I can't take credit for the initial idea on which this post is based, but it's about time that EA got their own replacement refs for their games. Why? It seems that, almost without fail, penalties just don't happen often enough in EA Sports games. With the release of NHL 13, that complaint is coming up again. A poster on another message board made the astute observation that EA's refs simply don't call enough penalties. Whether it is NCAA, Madden, NHL or Fifa, it is hard to find a reasonable amount of penalties being called. Why is this pattern so consistent? I'll offer a couple of hypotheses.
Hypothesis 1: Penalties can be hard to simulate when control schemes do not allow users to intentionally commit penalties. EA simply can't include penalties because they are very difficult to program accurately when the penalty isn't connected to a player's direct input. Players would complain too much about penalties they had not committed ("I didn't commit pass interference! I was just jumping for the ball!"). It may be entirely true that a player was just jumping for the ball. So if the game called a player for pass interference, it would literally be out of the gamer's hands. This possibility is more the case for EA's football games where one can't really grab a facemask or hold another player. However, even in the NHL series that offers a bit more control over possible penalties, it is hard to intentionally slash or hook an opponent. Fifa gives players the most control over intentionally committing fouls, but it seems that there is typically only two outcomes for a foul, a yellow or red card. The majority of real world fouls do not yield cards, but the opposite tends to be true in Fifa. Maybe EA needs to change their control schemes to allow users to commit penalties if penalties are going to matter. But I don't think that is a viable solution.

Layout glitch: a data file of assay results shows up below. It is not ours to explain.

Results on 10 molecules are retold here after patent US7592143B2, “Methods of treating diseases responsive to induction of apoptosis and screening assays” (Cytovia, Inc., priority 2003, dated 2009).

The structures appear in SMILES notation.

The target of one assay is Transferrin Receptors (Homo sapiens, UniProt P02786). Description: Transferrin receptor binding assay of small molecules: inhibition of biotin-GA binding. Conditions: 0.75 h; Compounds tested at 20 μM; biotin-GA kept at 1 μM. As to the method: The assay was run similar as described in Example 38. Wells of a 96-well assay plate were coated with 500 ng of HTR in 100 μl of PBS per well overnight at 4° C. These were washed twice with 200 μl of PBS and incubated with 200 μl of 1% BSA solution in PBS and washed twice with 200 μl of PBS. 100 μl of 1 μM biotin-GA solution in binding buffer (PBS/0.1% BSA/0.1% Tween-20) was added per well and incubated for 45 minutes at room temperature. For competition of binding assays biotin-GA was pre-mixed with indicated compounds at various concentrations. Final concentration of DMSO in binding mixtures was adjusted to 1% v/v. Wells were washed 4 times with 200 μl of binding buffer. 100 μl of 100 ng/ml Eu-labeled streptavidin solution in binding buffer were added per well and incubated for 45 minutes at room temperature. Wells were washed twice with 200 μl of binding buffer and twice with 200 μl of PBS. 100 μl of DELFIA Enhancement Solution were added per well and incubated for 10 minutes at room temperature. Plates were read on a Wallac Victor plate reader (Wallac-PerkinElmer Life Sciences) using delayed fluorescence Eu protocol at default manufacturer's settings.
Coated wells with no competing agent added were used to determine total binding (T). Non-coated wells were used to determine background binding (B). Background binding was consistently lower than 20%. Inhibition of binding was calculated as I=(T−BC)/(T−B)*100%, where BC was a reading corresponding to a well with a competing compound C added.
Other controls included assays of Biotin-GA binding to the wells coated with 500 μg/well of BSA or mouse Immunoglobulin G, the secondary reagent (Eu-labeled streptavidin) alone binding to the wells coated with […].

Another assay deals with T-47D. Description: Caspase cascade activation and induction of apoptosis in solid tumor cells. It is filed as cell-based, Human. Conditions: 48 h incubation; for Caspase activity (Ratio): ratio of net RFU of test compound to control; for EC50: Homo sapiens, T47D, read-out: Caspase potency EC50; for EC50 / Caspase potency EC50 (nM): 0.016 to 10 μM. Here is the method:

Hypothesis 2: The potential reason for the lack of penalties has nothing to do with the sport being simulated and more to do with EA's design philosophy. EA may actually purposely limit the number of penalties that are called in their games as a way to make the games more fun for a larger number of people. Fewer penalties definitely won't satisfy OS readers, but it might mean more sales from the more casual sports gamers who don't want their fun 'ruined' by the clipping, high sticking or obstruction call that would make the experience more realistic.
Whether the issue is just how difficult it is to program penalties or whether fewer penalties is actually an EA design philosophy, I think it's time EA got its own set of replacement refs.
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